Which means you need to leave the phone on display in the sun, you can't keep it in your pocket!

    Most african countries are poor, and full of corruption. If you leave a phone on display it's going to get nicked.

    Look at the performance specs,. and you bet your bottom dollar they're going to be overly optimistic as they're published by the phone manufacturer.

    You're going to need 1 hour of bright sunshine just be able to get 10 mins talk time use from the phone.

    The question is what are the conditions which they measured that performance?

    How bright was the sun, and what was the orientation of the phone relative to the sun?

    I bet you the solar panel was pointed directly at the sun. The power generated by a solar panel falls off dramatically as the angle becomes more acute. Ideally the panel needs to be pointed directly at the sun.

    And how far was the phone from the base station to give a life of 10minutes?

    The further the phone is from the base station, the phone uses a higher power output from it's RF transmitter. I'm willing to bet the phone was close to the base station and the transmitter running at low power output.

    My mobile has a lithium ion battery rated at 7200mAh, with a big enough panel I reckon I can charge it in perhaps an hour 15 mins, but that's a large surface area of panel and physically impossible to integrate into a phone.

    The only use this solar panel charging has for this phone is under the following conditions:

    1) You can be sure of bright sunshine

    2) The phone is an emergency phone which you use incredibly infrequently.

    The question is, even in standby mode, or even when the phone is off, it still sends burst data transmissions to the base station, it's still consuming power, the question, can the solar panels keep the battery topped up?

    The partial answer to that question is: No!, if it's kept in a pocket, a glove compartment, in a drawer. Which comes back to the risk of theft if the phone is on display in the open.

    If you want a phone for emergency use, which is about all this one is good for, then you might a well get a wind-up one! (if they exist and I doubt they do).

    In which case, you might as well get an emergency battery pack like the Freeloader, and charge it up before you leave home, and then use the freeloader to act as an emergency charger to recharge your phone battery).

    And if you're going to be in Africa and want a source of power to recharge a mobile phone and other gadgets because there's no electrical supply out in the bush, then you need my invention when I've finished building it. Not a poxy tiny solar panel which is practically useless.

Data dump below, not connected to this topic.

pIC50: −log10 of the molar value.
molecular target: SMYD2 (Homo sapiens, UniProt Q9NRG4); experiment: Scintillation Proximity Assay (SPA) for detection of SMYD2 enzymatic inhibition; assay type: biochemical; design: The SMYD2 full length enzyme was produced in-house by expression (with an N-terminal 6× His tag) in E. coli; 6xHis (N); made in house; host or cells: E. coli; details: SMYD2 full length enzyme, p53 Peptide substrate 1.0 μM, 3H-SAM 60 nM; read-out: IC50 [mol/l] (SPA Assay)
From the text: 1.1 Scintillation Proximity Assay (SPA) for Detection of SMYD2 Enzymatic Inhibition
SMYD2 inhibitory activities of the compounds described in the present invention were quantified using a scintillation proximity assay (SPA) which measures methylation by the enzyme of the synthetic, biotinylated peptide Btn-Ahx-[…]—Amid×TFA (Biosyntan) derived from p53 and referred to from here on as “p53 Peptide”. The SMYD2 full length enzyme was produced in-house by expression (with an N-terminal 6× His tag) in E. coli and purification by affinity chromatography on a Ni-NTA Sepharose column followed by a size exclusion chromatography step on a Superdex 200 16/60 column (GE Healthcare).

25. Stephen 2

    Sunny countries

    I'm currently out in the Philippines where its Sunny practically every day. I agree that back in the UK this phone isn't going to be much good but this would be ideal when you go on a treck or beach trip here.

    To be honest, I'd be happy with a solar powered phone that can do just text messaging... but the calling side of things is a bonus. Right now I'm lucky to get a couple days from my iPhone and charging this beast via solar would be impossible.

  26. Bill Cumming
    Thumb Up

    Combine this with...

    ... Nokia's radio wave charging and you might have a mobile that you could keep on standby and keep the battery topped up!

    I agree with dumping the Colour LCD screen and all the naff stuff like MP3/G playback.

    Make sure it's a Quad band or better Mobile and you've a great little emergency mobile!

    Have the radio waves trickle charge the battery 24/7 and the Solar panel takes over when there's enough light...

  27. Ian Ferguson
    Thumb Up


    Most of the commentards seem to be missing the point - this is obviously aimed at certain sunny, electricity-rare countries, possibly with high Muslim populations.

    The mobile grid is advancing faster than the wired grid in most African countries - and in many places faster than the power grid.

    And one thing we learnt from the (pitiful) spread of the One Laptop Per Child thingy was that many homes used it as a makeshift light source at night - as they didn't have electric lights to spare. I can quite understand this - when camping I often use my iPhone as a torch to find socks.

    All things considered this seems like a highly innovative, useful gadget. I just hope the price is low.

  28. jai

    SIXTY minutes????

    it's not going to sell well in the UK then - you'd have to wait all summer to get enough charge for a 10 minutes phone call

  29. TeeCee Gold badge

    Trigger-happy TV.

    <Nokia tone>

    HELLO? I'M IN THE DAR..........

  30. Lottie
    Thumb Up

    Good idea

    My mobile spends almost all the work day sat next to me on the desk, in full light. I sit by a window and reckon I can get a good amount of charging in just by being at work.

    I suspect though, that this is just the start and hopefully if the phone sells well, maybe some more research in to making lighter, more efficient solar cells will ensue?

    Maybe the phone itself isn't too green, but maybe the market that may evolve from it will be?